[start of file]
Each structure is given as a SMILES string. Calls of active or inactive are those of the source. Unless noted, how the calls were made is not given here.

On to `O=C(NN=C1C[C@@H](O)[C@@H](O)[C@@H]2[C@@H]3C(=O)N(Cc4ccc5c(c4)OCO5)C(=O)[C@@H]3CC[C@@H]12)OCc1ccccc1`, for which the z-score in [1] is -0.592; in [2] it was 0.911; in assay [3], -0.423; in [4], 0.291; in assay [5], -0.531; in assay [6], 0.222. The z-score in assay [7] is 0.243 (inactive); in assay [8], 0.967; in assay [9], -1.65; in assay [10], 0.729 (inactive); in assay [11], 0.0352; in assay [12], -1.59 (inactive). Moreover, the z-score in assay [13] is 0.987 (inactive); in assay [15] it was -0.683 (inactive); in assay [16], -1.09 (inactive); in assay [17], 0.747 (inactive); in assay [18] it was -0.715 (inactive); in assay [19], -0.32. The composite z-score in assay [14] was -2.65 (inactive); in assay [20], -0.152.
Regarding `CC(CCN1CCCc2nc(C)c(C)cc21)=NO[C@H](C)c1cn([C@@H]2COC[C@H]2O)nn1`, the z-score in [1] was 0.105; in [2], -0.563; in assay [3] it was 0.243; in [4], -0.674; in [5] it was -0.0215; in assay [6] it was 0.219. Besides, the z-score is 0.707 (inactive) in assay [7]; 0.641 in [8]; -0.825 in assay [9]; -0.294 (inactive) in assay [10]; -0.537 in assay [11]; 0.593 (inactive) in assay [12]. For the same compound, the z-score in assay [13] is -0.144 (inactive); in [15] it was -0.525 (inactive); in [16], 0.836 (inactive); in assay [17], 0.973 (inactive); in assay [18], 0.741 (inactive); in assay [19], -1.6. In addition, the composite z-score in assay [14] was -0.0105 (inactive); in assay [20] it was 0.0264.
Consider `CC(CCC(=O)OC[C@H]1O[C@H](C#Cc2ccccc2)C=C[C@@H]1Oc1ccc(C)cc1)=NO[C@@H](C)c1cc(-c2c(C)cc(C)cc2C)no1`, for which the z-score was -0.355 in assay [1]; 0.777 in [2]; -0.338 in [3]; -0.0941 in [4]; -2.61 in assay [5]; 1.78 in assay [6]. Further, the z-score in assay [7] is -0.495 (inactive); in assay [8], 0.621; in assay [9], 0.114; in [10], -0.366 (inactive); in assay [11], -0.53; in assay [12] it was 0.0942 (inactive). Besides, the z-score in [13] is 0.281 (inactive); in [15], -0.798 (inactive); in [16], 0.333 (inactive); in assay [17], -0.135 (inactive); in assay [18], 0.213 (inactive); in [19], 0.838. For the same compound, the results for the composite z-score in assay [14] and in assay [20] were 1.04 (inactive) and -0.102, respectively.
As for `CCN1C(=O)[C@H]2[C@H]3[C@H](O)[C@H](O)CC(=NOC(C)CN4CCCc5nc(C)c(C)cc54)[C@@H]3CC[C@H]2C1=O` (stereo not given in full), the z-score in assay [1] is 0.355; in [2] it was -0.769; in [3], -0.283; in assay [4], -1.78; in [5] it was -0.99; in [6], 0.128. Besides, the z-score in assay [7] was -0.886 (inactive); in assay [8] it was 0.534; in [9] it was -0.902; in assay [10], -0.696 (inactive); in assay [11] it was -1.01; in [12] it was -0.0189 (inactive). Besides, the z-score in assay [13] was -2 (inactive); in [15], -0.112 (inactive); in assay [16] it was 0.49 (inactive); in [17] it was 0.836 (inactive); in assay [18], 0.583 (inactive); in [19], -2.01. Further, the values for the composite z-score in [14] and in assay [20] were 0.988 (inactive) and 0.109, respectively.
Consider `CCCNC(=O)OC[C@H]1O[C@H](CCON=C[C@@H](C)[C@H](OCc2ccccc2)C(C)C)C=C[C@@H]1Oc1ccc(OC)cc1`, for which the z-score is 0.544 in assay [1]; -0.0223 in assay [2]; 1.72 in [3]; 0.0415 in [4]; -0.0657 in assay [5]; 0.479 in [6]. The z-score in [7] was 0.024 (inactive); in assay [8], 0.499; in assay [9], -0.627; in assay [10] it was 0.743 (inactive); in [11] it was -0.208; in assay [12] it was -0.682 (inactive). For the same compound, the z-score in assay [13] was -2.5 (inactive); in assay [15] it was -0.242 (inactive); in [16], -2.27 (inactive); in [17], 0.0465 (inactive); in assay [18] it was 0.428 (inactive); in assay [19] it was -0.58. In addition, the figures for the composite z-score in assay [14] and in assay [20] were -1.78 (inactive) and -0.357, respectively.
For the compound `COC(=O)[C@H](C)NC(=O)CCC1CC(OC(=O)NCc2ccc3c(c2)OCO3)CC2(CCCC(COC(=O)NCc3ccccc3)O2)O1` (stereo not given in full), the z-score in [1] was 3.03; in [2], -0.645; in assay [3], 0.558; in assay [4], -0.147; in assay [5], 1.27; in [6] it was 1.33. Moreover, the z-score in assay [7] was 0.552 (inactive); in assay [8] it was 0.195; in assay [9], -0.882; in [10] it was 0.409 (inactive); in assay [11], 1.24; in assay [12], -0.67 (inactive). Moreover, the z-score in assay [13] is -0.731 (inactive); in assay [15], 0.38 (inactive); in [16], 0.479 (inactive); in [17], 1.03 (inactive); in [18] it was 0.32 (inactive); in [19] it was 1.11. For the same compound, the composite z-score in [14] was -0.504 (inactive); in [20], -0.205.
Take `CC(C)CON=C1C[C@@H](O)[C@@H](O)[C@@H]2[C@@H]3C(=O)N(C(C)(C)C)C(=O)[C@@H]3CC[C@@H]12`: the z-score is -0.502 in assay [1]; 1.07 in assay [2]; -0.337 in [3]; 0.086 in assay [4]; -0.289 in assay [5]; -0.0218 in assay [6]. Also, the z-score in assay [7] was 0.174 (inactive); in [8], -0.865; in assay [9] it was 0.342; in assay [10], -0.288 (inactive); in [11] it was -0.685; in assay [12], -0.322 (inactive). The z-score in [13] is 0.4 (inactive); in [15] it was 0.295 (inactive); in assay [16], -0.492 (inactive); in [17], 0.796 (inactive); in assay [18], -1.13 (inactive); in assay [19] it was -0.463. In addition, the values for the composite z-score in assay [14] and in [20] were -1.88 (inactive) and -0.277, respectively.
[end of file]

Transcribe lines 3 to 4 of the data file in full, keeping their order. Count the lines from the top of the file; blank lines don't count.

Regarding `CC(CCN1CCCc2nc(C)c(C)cc21)=NO[C@H](C)c1cn([C@@H]2COC[C@H]2O)nn1`, the z-score in [1] was 0.105; in [2], -0.563; in assay [3] it was 0.243; in [4], -0.674; in [5] it was -0.0215; in assay [6] it was 0.219. Besides, the z-score is 0.707 (inactive) in assay [7]; 0.641 in [8]; -0.825 in assay [9]; -0.294 (inactive) in assay [10]; -0.537 in assay [11]; 0.593 (inactive) in assay [12]. For the same compound, the z-score in assay [13] is -0.144 (inactive); in [15] it was -0.525 (inactive); in [16], 0.836 (inactive); in assay [17], 0.973 (inactive); in assay [18], 0.741 (inactive); in assay [19], -1.6. In addition, the composite z-score in assay [14] was -0.0105 (inactive); in assay [20] it was 0.0264.
Consider `CC(CCC(=O)OC[C@H]1O[C@H](C#Cc2ccccc2)C=C[C@@H]1Oc1ccc(C)cc1)=NO[C@@H](C)c1cc(-c2c(C)cc(C)cc2C)no1`, for which the z-score was -0.355 in assay [1]; 0.777 in [2]; -0.338 in [3]; -0.0941 in [4]; -2.61 in assay [5]; 1.78 in assay [6]. Further, the z-score in assay [7] is -0.495 (inactive); in assay [8], 0.621; in assay [9], 0.114; in [10], -0.366 (inactive); in assay [11], -0.53; in assay [12] it was 0.0942 (inactive). Besides, the z-score in [13] is 0.281 (inactive); in [15], -0.798 (inactive); in [16], 0.333 (inactive); in assay [17], -0.135 (inactive); in assay [18], 0.213 (inactive); in [19], 0.838. For the same compound, the results for the composite z-score in assay [14] and in assay [20] were 1.04 (inactive) and -0.102, respectively.